Information and Pictures
ARBA Ch. Rocktalk’s Cosmo, owned by Ron Stoute
The Mountain Cur is bred for its working ability. It is a stocky, rugged, working dog with a genuine, though somewhat generic, Cur appearance. The heavy coat tends to be longer than that of the hounds, but still basically short. It is smooth or rough with a soft, fine undercoat. Colors include, yellow, brindle, black, brindle and black, often with white points. Breeders proudly report that 50% or more of puppies are born with bobtails. Many are born with dewclaws on their hind feet and some with two on each foot. Very stocky, wide and muscular with a strong, wide head and a short, higher set ear. The neck is strong and muscular. The eyes are usually dark with a prominent, expressive expression. The head is dome flat and wide between the eyes. The muzzle is heavy. The ears are short to medium, set high with control. The catlike feet are strong and well-muscled, set for speed. The straight legs are muscular. The chest is deep and the back is straight.
This is not a submissive, easygoing dog. With the toughness and courage to confront a very angry, very large cat, these Curs have learned to be decisive and dauntless. Usually silent on the trail, they make consistent guard dogs, but certainly are not ideal for suburbia, where there is no call to work. Trailing ability varies with strains, but they have enough nose to follow game and many carry treeing ability. Some lines are bred for tree dogs and others for baying. This very tough large-game, raccoon and squirrel hunter is willing to face a squealing razorback or an angry wildcat when it is cornered. It has a strong desire to please its master. Very protective of the property and family; without an owner who is more dominant than itself, it can become over-protective. The Mountain Cur is noted for his courage. This hunting dog will catch a mad bull head-on in the nose and will hold his ground even against a bear when threatened. The objective in training this dog is to achieve pack leader status. It is a natural instinct for a dog to have an order in its pack. When we humans live with dogs, we become their pack. The entire pack cooperates under a single leader. Lines are clearly defined and rules are set. Because a dog communicates his displeasure with growling and eventually biting, all other humans MUST be higher up in the order than the dog. The humans must be the ones making the decisions, not the dogs. That is the only way your relationship with your dog can be a complete success.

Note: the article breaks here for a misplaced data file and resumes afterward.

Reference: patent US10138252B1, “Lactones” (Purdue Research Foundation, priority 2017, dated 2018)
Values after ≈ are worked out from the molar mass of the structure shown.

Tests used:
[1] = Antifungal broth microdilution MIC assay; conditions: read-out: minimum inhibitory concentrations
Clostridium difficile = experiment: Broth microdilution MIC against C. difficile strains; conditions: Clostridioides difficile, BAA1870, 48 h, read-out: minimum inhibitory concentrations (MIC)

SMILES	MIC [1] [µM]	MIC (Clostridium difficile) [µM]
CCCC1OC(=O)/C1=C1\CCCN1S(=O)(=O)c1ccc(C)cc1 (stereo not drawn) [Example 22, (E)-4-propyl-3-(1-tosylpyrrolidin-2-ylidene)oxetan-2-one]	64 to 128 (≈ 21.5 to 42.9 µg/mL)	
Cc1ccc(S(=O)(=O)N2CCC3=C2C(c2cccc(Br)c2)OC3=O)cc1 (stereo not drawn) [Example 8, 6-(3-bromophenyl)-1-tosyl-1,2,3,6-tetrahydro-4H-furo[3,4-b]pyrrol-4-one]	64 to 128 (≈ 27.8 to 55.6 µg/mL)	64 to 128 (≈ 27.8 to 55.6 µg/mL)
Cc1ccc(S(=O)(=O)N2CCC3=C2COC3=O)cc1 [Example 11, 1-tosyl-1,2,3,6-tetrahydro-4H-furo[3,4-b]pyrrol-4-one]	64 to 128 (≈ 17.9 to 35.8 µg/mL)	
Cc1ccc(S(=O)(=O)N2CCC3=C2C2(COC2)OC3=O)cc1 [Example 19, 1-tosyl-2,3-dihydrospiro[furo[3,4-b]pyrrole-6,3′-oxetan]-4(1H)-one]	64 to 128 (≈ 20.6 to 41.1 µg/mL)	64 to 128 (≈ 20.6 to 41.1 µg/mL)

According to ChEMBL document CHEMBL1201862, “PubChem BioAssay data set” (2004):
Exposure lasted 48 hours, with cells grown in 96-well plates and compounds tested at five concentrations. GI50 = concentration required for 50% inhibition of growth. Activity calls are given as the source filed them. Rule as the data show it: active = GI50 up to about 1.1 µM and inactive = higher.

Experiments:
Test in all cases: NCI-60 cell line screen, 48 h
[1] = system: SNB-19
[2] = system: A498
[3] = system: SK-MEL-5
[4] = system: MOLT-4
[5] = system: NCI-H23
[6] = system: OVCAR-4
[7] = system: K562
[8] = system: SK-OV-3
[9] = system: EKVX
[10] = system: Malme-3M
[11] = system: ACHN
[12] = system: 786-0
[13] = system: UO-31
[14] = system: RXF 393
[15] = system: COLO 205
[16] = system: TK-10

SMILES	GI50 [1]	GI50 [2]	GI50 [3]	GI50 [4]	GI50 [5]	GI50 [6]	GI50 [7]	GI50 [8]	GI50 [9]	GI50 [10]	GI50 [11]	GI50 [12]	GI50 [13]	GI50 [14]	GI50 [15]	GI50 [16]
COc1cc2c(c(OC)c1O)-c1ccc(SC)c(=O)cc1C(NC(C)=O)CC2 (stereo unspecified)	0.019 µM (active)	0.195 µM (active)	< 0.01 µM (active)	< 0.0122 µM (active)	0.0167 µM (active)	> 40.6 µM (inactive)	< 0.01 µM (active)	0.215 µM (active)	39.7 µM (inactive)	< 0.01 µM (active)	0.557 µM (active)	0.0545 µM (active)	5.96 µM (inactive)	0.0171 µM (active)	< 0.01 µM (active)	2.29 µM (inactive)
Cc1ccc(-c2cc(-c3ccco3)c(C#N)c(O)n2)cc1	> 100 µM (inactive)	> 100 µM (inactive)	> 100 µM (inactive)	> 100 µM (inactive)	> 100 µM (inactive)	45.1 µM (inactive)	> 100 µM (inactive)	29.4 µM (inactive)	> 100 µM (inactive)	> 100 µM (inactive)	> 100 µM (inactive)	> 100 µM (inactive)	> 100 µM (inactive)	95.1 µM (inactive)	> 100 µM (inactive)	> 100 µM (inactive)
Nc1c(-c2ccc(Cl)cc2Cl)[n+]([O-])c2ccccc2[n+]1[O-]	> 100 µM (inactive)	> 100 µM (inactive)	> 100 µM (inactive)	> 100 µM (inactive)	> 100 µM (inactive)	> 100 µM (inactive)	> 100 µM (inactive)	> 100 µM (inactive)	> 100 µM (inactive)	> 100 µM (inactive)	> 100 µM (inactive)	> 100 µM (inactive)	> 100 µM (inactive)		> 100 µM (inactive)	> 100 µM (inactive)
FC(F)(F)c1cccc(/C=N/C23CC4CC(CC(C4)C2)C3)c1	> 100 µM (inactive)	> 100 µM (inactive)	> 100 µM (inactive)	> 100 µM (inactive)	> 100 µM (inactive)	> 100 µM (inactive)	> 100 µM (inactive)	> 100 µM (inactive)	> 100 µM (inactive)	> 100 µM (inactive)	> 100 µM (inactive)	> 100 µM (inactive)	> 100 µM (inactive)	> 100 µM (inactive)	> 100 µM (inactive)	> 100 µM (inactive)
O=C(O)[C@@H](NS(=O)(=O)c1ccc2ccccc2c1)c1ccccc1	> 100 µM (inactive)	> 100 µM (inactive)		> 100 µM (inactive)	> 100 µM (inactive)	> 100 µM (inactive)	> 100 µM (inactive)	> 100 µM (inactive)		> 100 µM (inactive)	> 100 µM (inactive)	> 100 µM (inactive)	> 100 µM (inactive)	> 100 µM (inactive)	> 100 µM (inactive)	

Height: 18 – 26 inches (46 – 66 cm)
Weight: 30 – 60 pounds (13 – 27 kg)
The Mountain Cur is not recommended for apartment life. It is bred for work and will be happiest with a job to do.
The Mountain Cur is a very active working dog that needs a lot of daily exercise. When not hunting, it needs to be taken on a daily, long, brisk walk or jog. While out on the walk the dog must be made to heel beside or behind the person holding the lead, as in a dog’s mind the leader leads the way, and that leader needs to be the human. In addition, it will benefit from a large, safe area where it can run free. This breed enjoys outdoor activities and sports.
The short hair of the Mountain Cur is easy to groom. Occasionally comb and brush to remove dead and loose hair. Bathe only when necessary as bathing can dry out the skin, causing skin problems. Keep the ear canal free of excess hair and the toenails clipped.